The Kentucky Education Association says it is not safe for teachers and students to return to the classroom.
The group which represents 42,000 current and retired educators in the Commonwealth, is calling for a virtual start to the school year at all public schools.
KEA released a statement Friday which says in part:
“KEA believes the choice, based on scientific evidence, is clear: Kentucky's public schools should not open to in-person instruction at this time. Every educator that can perform his or her duties from home should be encouraged to do so. For those whose job duties require their presence in school facilities, great care should be taken to ensure strict compliance with mask, social distancing, and disinfecting protocols. In short, only the most essential operations should occur in person, for the least period of time possible and with the fewest number of people."
Currently, Kentucky Governor Andy Beshear has called for schools to delay the start of school until at least the third week of August. However, when asked, this week, if there was a possibility of pushing the in-person start date back, even further, the Governor said he would considerate the numbers next week.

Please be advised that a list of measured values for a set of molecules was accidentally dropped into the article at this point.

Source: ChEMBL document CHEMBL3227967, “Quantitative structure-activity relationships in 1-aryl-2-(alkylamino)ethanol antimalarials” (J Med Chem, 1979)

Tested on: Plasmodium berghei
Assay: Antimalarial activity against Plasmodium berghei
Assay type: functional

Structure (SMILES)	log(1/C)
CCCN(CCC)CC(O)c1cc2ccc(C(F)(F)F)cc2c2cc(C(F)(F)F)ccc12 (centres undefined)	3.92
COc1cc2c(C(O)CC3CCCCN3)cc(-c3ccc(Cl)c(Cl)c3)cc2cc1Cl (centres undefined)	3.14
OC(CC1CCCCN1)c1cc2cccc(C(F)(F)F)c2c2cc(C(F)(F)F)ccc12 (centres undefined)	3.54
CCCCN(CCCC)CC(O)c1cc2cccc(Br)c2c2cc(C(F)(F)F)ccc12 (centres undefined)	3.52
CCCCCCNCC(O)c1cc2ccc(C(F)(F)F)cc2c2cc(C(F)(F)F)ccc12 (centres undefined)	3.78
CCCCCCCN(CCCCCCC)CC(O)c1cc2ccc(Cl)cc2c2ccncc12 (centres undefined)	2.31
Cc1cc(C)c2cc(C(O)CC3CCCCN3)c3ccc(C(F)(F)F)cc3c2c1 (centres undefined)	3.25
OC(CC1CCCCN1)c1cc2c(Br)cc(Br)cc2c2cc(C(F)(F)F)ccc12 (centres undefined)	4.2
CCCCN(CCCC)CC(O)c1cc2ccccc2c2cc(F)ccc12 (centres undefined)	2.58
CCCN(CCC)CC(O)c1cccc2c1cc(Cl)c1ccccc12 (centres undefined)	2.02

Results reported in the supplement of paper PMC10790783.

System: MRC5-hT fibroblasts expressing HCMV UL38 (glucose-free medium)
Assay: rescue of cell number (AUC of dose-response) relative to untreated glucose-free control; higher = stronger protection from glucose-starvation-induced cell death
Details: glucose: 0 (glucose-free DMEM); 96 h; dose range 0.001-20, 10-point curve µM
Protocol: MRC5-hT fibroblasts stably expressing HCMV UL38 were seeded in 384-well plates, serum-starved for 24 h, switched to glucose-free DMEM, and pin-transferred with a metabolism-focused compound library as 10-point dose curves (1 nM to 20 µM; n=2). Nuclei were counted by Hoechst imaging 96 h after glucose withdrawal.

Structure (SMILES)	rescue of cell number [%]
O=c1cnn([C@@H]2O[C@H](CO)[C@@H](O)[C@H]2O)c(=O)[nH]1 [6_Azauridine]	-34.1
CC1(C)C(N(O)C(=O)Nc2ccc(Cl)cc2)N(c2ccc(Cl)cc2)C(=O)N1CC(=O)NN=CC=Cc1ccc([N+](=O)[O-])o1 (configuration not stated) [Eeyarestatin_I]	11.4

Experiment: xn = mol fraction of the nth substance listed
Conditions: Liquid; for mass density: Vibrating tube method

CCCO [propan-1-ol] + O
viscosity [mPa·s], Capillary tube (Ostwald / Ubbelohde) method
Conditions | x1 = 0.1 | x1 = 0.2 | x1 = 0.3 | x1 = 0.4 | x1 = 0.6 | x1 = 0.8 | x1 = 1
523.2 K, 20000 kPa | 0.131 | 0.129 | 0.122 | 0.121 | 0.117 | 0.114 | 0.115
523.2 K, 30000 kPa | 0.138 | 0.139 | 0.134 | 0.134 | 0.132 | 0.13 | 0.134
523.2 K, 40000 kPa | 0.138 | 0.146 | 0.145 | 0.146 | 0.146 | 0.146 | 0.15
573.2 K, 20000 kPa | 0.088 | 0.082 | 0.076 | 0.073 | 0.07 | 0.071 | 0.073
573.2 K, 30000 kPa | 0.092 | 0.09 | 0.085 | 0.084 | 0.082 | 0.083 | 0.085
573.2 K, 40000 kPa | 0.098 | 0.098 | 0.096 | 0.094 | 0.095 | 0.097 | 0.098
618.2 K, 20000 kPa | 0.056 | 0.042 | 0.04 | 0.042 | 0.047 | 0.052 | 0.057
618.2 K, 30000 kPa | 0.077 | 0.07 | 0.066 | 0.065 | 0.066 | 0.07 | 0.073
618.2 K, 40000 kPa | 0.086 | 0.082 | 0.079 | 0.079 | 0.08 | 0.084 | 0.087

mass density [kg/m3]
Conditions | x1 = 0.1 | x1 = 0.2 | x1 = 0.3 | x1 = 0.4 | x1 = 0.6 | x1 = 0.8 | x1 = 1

KEA says teachers and students should not be back in the classroom until, "the infection rate in Kentucky statewide and the infection rate in the county in which the school district is located both fall below 4% and both remain below 4% for 21 consecutive days as measured by a 7-day rolling average."
As of Friday, the statewide rate of infection was 5.57%.
In Western Kentucky, most public schools plan to offer in-person instruction at the start of the semester. The first day of school for many is August 26th.